The first things that come to one’s mind when thinking of diversity are those aspects protected by Title VII of the Civil Rights Act of 1964. These traditional diversity components include race, skin color, religion, sex, and national origin. Other laws and amendments have also specified age, gender, and sexual orientation as protected diversity classes. Usually, these components are outwardly visible, which makes it easier to identify individuals with these diverse and unique characteristics.
What many people don’t realize is that diversity encompasses much more than externally visible differences. Diversity can be defined as all the ways that people are unique. These additional differences comprise one’s personality, innate characteristics, environmental conditions, and organizational elements.
Every individual has a unique personality that comprises one component of what makes him or her diverse. Personality elements include temperament, activity level, persistence, tolerance, introversion/extroversion, individualism, avoidance/confrontation, and mood. All of these diverse personality factors greatly influence how teams interact with one another and how effective teams can be at developing emotional intelligence necessary to be successful.
Innate & Unchangeable Factors
The unchangeable factors of diversity are those external characteristics that people tend to initially associate with diversity such as age, race, ethnicity, color, religion, national origin, sex, gender, and sexual orientation. It is important to distinguish between some of these factors, as they are often inaccurately combined and interchanged.
- Race is a socially constructed distinction based on one’s ancestry and heritage; ethnicity is a grouping based on shared cultural beliefs and traditions, and national origin is a diverse classification based on location of birth or upbringing.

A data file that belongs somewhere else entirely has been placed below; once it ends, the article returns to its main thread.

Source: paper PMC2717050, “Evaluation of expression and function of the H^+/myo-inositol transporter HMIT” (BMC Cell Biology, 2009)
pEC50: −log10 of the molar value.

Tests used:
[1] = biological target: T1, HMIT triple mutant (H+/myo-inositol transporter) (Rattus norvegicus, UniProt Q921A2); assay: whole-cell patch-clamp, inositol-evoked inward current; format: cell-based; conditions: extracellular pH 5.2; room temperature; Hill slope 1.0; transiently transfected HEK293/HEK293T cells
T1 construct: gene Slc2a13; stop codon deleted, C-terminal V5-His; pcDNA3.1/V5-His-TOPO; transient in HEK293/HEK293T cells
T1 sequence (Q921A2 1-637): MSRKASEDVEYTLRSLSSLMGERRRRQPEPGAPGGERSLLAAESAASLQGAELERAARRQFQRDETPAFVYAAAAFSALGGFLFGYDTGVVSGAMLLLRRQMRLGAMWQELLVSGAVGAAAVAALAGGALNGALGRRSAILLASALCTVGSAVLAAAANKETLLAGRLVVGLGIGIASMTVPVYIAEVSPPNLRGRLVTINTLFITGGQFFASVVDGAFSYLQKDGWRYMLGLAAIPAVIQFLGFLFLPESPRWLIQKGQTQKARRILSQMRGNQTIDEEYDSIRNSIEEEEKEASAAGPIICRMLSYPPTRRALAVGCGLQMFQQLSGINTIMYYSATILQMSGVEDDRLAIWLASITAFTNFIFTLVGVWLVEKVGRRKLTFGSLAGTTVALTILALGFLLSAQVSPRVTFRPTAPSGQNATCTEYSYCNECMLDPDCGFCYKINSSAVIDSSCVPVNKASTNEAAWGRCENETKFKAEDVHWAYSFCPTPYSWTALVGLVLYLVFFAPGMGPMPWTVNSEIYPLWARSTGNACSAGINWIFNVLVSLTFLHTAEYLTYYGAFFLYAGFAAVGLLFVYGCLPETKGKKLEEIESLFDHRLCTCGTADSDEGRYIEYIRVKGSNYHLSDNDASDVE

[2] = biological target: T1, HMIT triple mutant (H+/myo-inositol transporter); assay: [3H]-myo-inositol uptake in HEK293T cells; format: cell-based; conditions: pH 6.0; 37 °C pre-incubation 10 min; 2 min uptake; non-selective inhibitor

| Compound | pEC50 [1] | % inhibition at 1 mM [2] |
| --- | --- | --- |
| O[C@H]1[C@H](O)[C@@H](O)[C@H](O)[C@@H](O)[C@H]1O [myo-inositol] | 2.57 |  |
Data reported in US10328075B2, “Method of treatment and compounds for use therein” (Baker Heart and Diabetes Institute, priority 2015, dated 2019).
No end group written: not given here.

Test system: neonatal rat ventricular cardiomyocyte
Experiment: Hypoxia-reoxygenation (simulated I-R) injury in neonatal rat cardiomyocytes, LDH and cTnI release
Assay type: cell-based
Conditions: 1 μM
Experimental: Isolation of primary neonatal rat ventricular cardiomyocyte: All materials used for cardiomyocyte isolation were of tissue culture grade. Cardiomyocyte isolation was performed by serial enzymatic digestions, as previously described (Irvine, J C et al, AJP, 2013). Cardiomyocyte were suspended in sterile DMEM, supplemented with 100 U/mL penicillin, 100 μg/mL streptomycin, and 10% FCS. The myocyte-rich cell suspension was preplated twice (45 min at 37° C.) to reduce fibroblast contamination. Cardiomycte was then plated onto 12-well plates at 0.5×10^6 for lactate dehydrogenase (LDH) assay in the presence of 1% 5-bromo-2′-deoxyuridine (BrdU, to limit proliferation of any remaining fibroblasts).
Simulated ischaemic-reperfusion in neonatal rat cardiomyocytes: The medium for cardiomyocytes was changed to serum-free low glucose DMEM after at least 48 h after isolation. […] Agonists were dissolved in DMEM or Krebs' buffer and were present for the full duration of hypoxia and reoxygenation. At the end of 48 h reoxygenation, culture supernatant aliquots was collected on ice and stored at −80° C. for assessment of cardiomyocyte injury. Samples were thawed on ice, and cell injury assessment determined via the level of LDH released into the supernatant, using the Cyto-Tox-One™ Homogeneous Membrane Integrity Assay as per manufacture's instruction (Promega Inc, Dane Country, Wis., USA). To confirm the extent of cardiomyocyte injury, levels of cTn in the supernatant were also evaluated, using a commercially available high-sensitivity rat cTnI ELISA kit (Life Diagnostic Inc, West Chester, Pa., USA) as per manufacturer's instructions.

- Gender refers to the behavioral/psychological characteristics and role expectations typically defined as male, female, or intergender; however, sex refers to the anatomical and physiological differences among individuals.
The third category of diversity components includes those characteristics that are environmental. These include one’s geographic location, parental or marital status, income level, habits or activities, religious affiliation, and educational background. This category also includes physical appearance, which is somewhat inborn, but is readily changeable if a person so desires.
The last type of diversity stems from organizational factors relating to the company in which one works. Although many don’t see these factors as traditional forms of diversity, they are unique differences that greatly influence one’s experiences and unique contributions. These factors include job title, job level or classification, seniority status, managerial status, department affiliation, work context or conditions, and physical work location.
Overcoming the Negative Connotations
Many people view diversity as a burden rather than a benefit because of the many legal stipulations that regulate and complicate behaviors toward individuals exhibiting certain diverse characteristics. However, when legal requirements are set aside, project teams can begin to see and appreciate the benefits of diversity. There are a number of methods project managers can use to increase diversity awareness in team members, but the three main ways to foster this include:
- Regularly setting aside time for individual team members to reflect on their understanding of and feelings toward diversity, especially when diversity-related team conflicts occur, and subsequently identifying potentially biases inhibiting acceptance and understanding of diverse team members.
- Frequently communicating with team members about diversity-related topics and observations to reduce the uncertainty and anxiety commonly felt when interacting with a diverse group of individuals.
- Honestly identifying the differences observed in the team’s relations and devoting time to resolve questions or concerns regularly experienced in highly diversified teams.
There are many different types of diversity, and each is equally important in the development and success of project teams. For more information on the types of diversity discussed in this article, please refer to the book Managing Diversity: A Complete Desk Reference and Planning Guide by Gardenswartz and Rowe.